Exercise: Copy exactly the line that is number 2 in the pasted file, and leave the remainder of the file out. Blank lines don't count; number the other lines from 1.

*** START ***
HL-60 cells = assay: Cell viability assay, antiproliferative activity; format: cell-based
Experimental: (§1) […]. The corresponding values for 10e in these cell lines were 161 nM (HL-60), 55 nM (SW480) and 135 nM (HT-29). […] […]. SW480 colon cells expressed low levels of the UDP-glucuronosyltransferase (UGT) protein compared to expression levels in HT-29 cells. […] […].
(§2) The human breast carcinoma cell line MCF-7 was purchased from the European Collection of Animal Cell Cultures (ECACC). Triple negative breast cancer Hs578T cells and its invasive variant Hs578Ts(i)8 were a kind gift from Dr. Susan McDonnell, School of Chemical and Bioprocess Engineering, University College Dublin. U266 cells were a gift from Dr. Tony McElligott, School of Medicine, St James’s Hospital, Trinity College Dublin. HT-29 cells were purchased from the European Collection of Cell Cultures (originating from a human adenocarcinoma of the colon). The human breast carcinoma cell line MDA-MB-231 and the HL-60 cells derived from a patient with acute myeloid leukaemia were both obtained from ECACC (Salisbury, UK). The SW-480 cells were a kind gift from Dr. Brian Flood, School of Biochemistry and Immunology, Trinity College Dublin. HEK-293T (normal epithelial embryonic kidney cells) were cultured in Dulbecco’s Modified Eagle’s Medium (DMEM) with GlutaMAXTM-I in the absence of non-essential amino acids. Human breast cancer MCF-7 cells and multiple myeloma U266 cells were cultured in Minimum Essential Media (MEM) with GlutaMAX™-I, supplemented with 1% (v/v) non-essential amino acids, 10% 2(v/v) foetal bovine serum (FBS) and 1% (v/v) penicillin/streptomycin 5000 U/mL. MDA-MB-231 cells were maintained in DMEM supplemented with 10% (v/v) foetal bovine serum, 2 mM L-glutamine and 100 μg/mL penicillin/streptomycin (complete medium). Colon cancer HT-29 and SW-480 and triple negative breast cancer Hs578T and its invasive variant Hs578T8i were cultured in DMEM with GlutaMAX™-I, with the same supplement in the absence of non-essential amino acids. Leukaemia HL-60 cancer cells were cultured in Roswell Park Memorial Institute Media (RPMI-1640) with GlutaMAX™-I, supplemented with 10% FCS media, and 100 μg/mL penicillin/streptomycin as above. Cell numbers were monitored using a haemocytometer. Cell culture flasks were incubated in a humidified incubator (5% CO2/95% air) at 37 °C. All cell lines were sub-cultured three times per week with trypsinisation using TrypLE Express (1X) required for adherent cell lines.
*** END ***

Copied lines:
Experimental: (§1) […]. The corresponding values for 10e in these cell lines were 161 nM (HL-60), 55 nM (SW480) and 135 nM (HT-29). […] […]. SW480 colon cells expressed low levels of the UDP-glucuronosyltransferase (UGT) protein compared to expression levels in HT-29 cells. […] […].